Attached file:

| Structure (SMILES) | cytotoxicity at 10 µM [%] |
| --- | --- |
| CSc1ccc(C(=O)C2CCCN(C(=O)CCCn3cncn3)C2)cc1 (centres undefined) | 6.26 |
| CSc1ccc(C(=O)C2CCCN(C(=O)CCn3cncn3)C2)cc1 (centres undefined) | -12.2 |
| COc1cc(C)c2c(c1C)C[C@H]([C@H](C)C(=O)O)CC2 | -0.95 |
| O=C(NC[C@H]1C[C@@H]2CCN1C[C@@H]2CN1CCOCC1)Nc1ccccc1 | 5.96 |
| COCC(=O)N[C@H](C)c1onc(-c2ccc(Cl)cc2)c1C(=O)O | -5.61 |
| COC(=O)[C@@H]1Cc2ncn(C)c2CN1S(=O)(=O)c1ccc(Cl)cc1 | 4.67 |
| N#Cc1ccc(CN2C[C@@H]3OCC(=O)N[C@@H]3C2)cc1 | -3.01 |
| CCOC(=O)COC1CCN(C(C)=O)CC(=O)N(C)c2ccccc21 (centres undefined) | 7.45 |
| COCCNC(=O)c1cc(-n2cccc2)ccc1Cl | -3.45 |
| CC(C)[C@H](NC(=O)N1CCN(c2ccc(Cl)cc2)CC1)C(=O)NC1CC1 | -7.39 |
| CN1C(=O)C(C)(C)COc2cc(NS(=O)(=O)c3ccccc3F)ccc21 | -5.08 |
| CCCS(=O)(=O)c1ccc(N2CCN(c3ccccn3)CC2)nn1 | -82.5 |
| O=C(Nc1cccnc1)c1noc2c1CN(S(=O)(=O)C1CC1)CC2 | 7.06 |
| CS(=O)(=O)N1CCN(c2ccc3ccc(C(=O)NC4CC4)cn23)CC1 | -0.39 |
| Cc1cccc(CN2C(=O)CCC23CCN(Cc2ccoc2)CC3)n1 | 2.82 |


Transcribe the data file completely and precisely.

| Structure (SMILES) | cytotoxicity at 10 µM [%] |
| --- | --- |
| CSc1ccc(C(=O)C2CCCN(C(=O)CCCn3cncn3)C2)cc1 (centres undefined) | 6.26 |
| CSc1ccc(C(=O)C2CCCN(C(=O)CCn3cncn3)C2)cc1 (centres undefined) | -12.2 |
| COc1cc(C)c2c(c1C)C[C@H]([C@H](C)C(=O)O)CC2 | -0.95 |
| O=C(NC[C@H]1C[C@@H]2CCN1C[C@@H]2CN1CCOCC1)Nc1ccccc1 | 5.96 |
| COCC(=O)N[C@H](C)c1onc(-c2ccc(Cl)cc2)c1C(=O)O | -5.61 |
| COC(=O)[C@@H]1Cc2ncn(C)c2CN1S(=O)(=O)c1ccc(Cl)cc1 | 4.67 |
| N#Cc1ccc(CN2C[C@@H]3OCC(=O)N[C@@H]3C2)cc1 | -3.01 |
| CCOC(=O)COC1CCN(C(C)=O)CC(=O)N(C)c2ccccc21 (centres undefined) | 7.45 |
| COCCNC(=O)c1cc(-n2cccc2)ccc1Cl | -3.45 |
| CC(C)[C@H](NC(=O)N1CCN(c2ccc(Cl)cc2)CC1)C(=O)NC1CC1 | -7.39 |
| CN1C(=O)C(C)(C)COc2cc(NS(=O)(=O)c3ccccc3F)ccc21 | -5.08 |
| CCCS(=O)(=O)c1ccc(N2CCN(c3ccccn3)CC2)nn1 | -82.5 |
| O=C(Nc1cccnc1)c1noc2c1CN(S(=O)(=O)C1CC1)CC2 | 7.06 |
| CS(=O)(=O)N1CCN(c2ccc3ccc(C(=O)NC4CC4)cn23)CC1 | -0.39 |
| Cc1cccc(CN2C(=O)CCC23CCN(Cc2ccoc2)CC3)n1 | 2.82 |